This tranquil scene on the River Chalouette near the town of Chalou-Moulineux dates to 1905. The painting bears marked similarities to two other known compositions to have come on the art market over the last few years. An example, also from 1905, entitled ‘Route de Campagne à Moulineux’ was sold at auction in Switzerland in 2014 and another ‘Au Bord de la Route’ at Christie’s in London in 1991. Maximilien Luce's painting subjects are composed of the daily routines and labors of the simple people of Paris. This subject matter was chosen because he was born in Montparnasse and grew up in a working class environment. At an early age, he apprenticed with the wood-engraver Henri Theophile Hildebrand (b. 1824). He then entered the studio of the wood- engraver Eugene Froment where he assisted in the production of engravings for various French and foreign publication such as The Graphic.
During this time in his life, he sporadically attended classes at the Academie Suisse and in the studio of Carolus-Duran. While working for Froment he met Leo Gausson (1860 - 1944) and Emile-Gustave Peduzzi (Cavallo-Peduzzi; 1851 - 1917) and in their company began painting landscape subjects in and around the town of Lagny-sur-Marne. Luce began to exhibit at the Salon des Artistes Independents, in Paris, in 1887. At this show, Luce's painting caught the attention of Camille Pissarro, the critic Felix Feneon and Paul Signac, who purchased his painting.
Henceforth Luce exhibited annually with the Neo-Impressionists at the Independents, and in 1889 and 1892, by invitation, at the Salon des Vingt in Brussels. Luce was well traveled and in the 1890's, with Camille Pissarro, went to London and Saint-Tropez with Signac; to Camaret in Brittany in 1893; and to the Borinage, the coal-mining district of Belgium. He also painted stretches of the Seine west of Paris, in which he displayed his use of stippled brushwork and high color harmonies for which he became known for.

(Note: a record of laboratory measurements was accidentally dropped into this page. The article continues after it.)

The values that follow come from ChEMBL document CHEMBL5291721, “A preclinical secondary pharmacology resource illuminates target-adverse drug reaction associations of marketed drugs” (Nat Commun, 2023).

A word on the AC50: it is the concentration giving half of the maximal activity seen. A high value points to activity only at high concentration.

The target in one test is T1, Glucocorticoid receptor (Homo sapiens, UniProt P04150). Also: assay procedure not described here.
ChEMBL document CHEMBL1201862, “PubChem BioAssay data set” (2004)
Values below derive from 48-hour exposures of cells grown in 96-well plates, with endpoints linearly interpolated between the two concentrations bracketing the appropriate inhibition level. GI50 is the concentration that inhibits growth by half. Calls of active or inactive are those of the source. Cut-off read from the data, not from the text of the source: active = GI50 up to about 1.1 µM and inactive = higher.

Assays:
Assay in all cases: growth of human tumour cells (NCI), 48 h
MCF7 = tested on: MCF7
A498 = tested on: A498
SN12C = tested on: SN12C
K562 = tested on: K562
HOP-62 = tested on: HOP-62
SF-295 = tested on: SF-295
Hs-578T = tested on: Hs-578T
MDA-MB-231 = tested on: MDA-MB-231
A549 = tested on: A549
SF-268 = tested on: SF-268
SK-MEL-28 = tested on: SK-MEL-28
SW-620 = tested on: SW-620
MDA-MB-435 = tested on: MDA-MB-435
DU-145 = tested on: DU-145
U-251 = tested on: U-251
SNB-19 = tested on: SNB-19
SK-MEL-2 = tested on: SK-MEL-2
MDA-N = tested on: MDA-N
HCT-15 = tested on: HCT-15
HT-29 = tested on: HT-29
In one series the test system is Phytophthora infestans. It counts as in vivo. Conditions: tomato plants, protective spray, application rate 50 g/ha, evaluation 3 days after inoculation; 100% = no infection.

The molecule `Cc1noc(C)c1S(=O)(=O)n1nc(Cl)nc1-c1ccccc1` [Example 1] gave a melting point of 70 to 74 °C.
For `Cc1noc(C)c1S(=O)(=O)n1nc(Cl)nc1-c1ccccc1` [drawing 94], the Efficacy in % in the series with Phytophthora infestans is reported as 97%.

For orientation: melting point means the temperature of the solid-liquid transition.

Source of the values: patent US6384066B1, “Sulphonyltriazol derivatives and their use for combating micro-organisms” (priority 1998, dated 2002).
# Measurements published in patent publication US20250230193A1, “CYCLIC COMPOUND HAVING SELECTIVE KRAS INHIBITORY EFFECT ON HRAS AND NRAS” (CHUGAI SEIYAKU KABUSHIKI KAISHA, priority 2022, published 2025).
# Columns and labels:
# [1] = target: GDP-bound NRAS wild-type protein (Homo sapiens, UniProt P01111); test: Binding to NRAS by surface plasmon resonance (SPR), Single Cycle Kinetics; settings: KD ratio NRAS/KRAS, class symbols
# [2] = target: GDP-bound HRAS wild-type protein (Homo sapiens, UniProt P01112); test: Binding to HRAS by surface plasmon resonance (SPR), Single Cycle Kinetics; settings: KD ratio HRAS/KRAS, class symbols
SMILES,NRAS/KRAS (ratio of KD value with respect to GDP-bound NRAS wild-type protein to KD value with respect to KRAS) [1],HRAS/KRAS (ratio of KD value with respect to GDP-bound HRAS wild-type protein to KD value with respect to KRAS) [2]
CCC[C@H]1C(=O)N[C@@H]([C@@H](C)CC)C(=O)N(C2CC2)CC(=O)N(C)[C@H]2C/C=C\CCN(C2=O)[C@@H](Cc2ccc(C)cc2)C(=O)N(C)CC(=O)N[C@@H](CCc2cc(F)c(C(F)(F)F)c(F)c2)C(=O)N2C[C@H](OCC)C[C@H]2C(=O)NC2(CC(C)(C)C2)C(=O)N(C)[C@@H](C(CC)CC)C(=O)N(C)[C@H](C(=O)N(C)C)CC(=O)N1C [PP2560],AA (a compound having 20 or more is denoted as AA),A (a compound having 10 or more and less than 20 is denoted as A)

Unlike most Neo-Impressionists, Luce continued to favor urban subjects throughout his career, depicting the animated bustle of streets in the Latin Quarter, construction workers on the boulevards and sweeping views from the rooftops and chimneys of Montmartre. Luce's depiction of genre scenes came from his dislike of the government. As a child of 13, he witnessed the Commune and its harsh suppression in the aftermath of the collapse of the Second Empire, an event that he commemorated years late in Paris Street in May 1871.
Maximilien Luce was a master painter of figuratives, portraits, landscapes, animated scenes, and urban landscapes. He was highly accomplished as a water-colorist, artist of pastels, an engraver, lithographer, and an illustrator. Luce's works have become valued treasures of today.
Museums: Petit Palais, Geneve, Switzerland; Museum d'Orsay, Paris, France; Museum de L'Annonciade, Saint-Tropez, France; National Museum of Art Modern, Paris, France; Museum Kroller-Muller, Otterlo; and many other fine art museums.